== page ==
Morgan Wallen stopped by Good Morning America on Friday to address using a racial slur in a video that was leaked in February.
via: Page Six
“I wouldn’t say [I’ve used it] frequently. No, no, not frequently. It was just around this certain group of friends,” the country singer, 28, told Michael Strahan on “Good Morning America” Friday in his first interview since the scandal.
Wallen faced immense backlash on social media in February after TMZ published a video of him drunkenly telling a friend to “take care of this p–y-ass n—a” when they returned home from a night out in Nashville.
The “Whiskey Glasses” singer’s record label, Big Loud, swiftly responded by indefinitely suspending him, and several radio stations stopped playing his music.
“My manager called me probably two hours before the video came out,” Wallen recalled Friday. “He was, like, ‘Are you sitting down?’ And no one’s ever called me and said that before.”
The CMA Award winner acknowledged to Strahan, 49, that he was “clearly drunk” in the video, which he said led to him saying “dumb stuff” on “hour 72 of a 72-hour bender” with his friends.
“In our minds, it’s playful, you know?” he said. “I don’t know if that sounds ignorant, but that’s really where it came from. It’s wrong. … I didn’t mean it in any derogatory manner at all.”
In the midst of the scandal, Wallen checked into a rehab facility for 30 days.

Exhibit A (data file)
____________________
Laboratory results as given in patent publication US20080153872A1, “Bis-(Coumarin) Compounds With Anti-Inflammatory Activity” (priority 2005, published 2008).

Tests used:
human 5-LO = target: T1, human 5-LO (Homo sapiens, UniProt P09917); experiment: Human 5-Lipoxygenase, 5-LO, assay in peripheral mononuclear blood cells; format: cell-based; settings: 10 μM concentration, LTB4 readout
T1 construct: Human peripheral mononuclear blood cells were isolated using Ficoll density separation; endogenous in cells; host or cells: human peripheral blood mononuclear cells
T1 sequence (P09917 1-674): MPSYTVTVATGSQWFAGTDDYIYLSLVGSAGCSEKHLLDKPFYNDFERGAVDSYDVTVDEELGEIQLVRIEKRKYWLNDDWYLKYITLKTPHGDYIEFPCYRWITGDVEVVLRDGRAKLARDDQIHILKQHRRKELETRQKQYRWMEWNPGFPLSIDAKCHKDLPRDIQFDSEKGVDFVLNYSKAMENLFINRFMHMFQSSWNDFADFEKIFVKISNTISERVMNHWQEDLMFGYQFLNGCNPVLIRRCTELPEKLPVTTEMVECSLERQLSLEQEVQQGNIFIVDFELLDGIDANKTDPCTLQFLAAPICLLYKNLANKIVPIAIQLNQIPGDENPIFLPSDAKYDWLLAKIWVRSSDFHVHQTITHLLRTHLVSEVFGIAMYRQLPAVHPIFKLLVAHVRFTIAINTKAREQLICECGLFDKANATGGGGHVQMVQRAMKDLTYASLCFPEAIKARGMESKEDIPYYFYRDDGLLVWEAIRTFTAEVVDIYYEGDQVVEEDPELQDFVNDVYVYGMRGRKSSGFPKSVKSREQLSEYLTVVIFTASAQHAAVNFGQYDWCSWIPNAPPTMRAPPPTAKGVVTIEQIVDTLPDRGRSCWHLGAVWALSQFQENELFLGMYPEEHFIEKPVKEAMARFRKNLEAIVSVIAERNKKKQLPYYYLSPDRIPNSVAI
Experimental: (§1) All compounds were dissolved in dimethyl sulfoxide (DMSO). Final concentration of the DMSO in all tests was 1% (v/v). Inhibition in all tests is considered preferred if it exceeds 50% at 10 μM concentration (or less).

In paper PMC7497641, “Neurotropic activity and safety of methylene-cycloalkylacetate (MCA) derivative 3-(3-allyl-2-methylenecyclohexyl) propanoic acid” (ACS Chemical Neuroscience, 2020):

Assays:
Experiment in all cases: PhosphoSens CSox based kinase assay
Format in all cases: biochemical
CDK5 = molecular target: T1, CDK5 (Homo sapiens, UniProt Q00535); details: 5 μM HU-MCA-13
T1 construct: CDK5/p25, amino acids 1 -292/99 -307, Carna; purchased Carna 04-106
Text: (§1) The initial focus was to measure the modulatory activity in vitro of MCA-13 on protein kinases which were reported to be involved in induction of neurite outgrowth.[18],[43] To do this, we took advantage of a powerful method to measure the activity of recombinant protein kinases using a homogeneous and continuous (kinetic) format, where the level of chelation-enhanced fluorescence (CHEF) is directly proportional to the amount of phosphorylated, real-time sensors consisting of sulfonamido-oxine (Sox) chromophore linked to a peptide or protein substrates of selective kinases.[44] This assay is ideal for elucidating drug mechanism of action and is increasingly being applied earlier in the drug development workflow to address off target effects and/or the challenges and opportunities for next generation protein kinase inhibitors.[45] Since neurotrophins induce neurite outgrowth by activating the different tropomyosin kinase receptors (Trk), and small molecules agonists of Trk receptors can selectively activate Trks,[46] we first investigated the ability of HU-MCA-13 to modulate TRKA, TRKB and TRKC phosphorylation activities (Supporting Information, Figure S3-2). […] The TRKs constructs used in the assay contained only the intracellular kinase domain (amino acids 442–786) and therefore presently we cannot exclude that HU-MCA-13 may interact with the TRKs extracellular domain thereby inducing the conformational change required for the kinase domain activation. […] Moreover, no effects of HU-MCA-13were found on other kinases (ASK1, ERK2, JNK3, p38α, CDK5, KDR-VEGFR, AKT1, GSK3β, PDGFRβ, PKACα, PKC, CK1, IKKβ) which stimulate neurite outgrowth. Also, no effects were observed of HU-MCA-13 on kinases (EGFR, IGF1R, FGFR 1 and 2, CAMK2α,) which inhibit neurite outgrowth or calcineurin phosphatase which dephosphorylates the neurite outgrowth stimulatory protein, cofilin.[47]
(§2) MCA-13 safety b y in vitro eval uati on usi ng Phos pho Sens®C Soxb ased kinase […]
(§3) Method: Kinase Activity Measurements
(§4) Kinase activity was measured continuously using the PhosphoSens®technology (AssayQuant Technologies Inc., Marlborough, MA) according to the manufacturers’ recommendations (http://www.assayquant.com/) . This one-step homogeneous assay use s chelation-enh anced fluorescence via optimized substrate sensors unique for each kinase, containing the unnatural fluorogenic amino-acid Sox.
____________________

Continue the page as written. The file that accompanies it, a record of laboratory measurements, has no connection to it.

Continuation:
“I spent some time out in San Diego, California, you know, just trying to figure it out,” he told Strahan. “Why am I acting this way? Do I have an alcohol problem? Do I have a deeper issue?”
.@ABC NEWS EXCLUSIVE: @MorganWallen reveals to @michaelstrahan he spent 30 days in rehab following the incident and he says he donated the money from his spike in album sales to Black organizations. https://t.co/PXMd3zA5En pic.twitter.com/BAZI4uFXXf
— Good Morning America (@GMA) July 23, 2021
Wallen also revealed he donated a portion of his album sales this year to groups supporting Black people and Black musicians, like the Black Music Action Coalition.
“Before this incident, my album was already doing well,” Wallen said. “It was already being well-received by critics and by fans. Me and my team noticed that whenever this whole incident happened that there was a spike in my sales. So we tried to calculate what the number of – how much it actually spiked from this incident.”
“We got to a number somewhere around $500,000, and we decided to donate that money to some organizations – BMAC being the first one,” he continued.